Blog results - found 593
Digital language databases more effective than dictionaries or media usage to defend against genericide: study
A recent study has analysed the three most common forms of evidence used in genericism cases and found that corpus linguistics (ie, the use of a digital language databases) could prove to be “more beneficial” for rights holders looking to protect their brand from the threat of genericide. However, the author urges cautions over its use, saying that courts should reconsider the use of linguistic data altogether and reclaim the primary significance test in genericism cases.
WIPO considers Azerbaijan office, Caribbean nations urged to monetise intellectual property and India ponders packaging law change: news round-up
Every Tuesday and Friday World Trademark Review presents a round-up of news, developments and insights from across the trademark sphere. In this edition, we look at how the Indian government is considering a change to packaging laws following pressure from European brands, the World Intellectual Property Office mulling over a new office in Azerbaijan and much more.
In the first of a new series of country data reports from World Trademark Review, we identify the key trademark trends in the Korean market, consider where filing business is emanating from and highlight the performance of leading domestic brands.
IP attorney rock stars, NFL partners with London Police and French protesters see orange over plain packaging: news round-up
Every Tuesday and Friday World Trademark Review presents a round up of news, developments and insights from across the trademark sphere. In this edition, we look at the fourth country to bring into force plain packaging on tobacco products, a trademark technology start-up’s 3 million in new funding, the Ugandan government’s recent counterfeit crackdown and an unusual protest against plain packaging in France.
The Gleissner Files: investigation reveals massive scope of entrepreneur’s global trademark and domain portfolio
The vast domain name and trademark portfolio of entrepreneur and film producer Michael Gleissner can be revealed following an extensive investigation by World Trademark Review. The operation spans at least 36 countries with an estimated cost of close to $750,000 for trademark filings alone. Due to the breadth of this ongoing activity, and with high-profile brands such as BMW, Western Digital and even US President Donald Trump currently challenging some of his marks, every rights holder should take notice.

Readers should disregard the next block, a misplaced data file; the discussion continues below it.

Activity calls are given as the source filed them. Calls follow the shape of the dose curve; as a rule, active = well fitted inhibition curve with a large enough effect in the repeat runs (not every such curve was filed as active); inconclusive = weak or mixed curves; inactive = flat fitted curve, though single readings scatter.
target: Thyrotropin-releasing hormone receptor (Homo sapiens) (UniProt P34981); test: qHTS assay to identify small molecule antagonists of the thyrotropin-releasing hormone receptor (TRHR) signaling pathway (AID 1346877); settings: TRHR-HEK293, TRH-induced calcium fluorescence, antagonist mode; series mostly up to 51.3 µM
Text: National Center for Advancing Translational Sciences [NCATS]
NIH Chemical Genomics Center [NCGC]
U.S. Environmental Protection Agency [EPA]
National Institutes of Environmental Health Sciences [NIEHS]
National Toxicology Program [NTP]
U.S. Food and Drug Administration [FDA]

A number of changes are on their way for your World Trademark Review platform. The first enhancement will come next month, when we provide subscribers with an even more detailed analysis and insight of developments across the world affecting trademark owners and their advisers, as well as an exclusive first look at the WTR 1000 2018 rankings.
Familiarity equals value: study suggests overwhelming majority of consumers dislike brand name changes
New research from marketplace platform Onbuy.com has revealed that a high proportion of consumers think negatively about rebrands that involve a name change, with one-quarter even claiming that they would be less likely to buy from a brand that has recently changed its name. The figures are another reminder of the risks involved with a rebrand, as well as how important strong brands are to the average consumer.
MLB’s top TTAB user, Thai IP Office gets an upgrade and Russia to introduce “Made in Prison” label: news round-up
Every Tuesday and Friday World Trademark Review presents a round-up of news, developments and insights from across the trademark sphere. In this edition, we look at how India may remove the controversial Goods and Services Tax exemption for unbranded food products, how the Chicago Cubs are tackling an increase in counterfeiting following on-field success and the Japanese government’s partnership with the African Regional Intellectual Property Organisation.
UKIP “ripping off” Premier League logo, Greece warns of fake GIs, US brands in the age of Trump: news round-up
Every Tuesday and Friday World Trademark Review presents a round-up of news, developments and insights from across the trademark sphere. In this edition, we look at the latest brand value ranking table, research into US brands in the Trump era, a darknet seller arrested on his way to a beard competition and the death of a notorious cybersquatter and “news satirist”.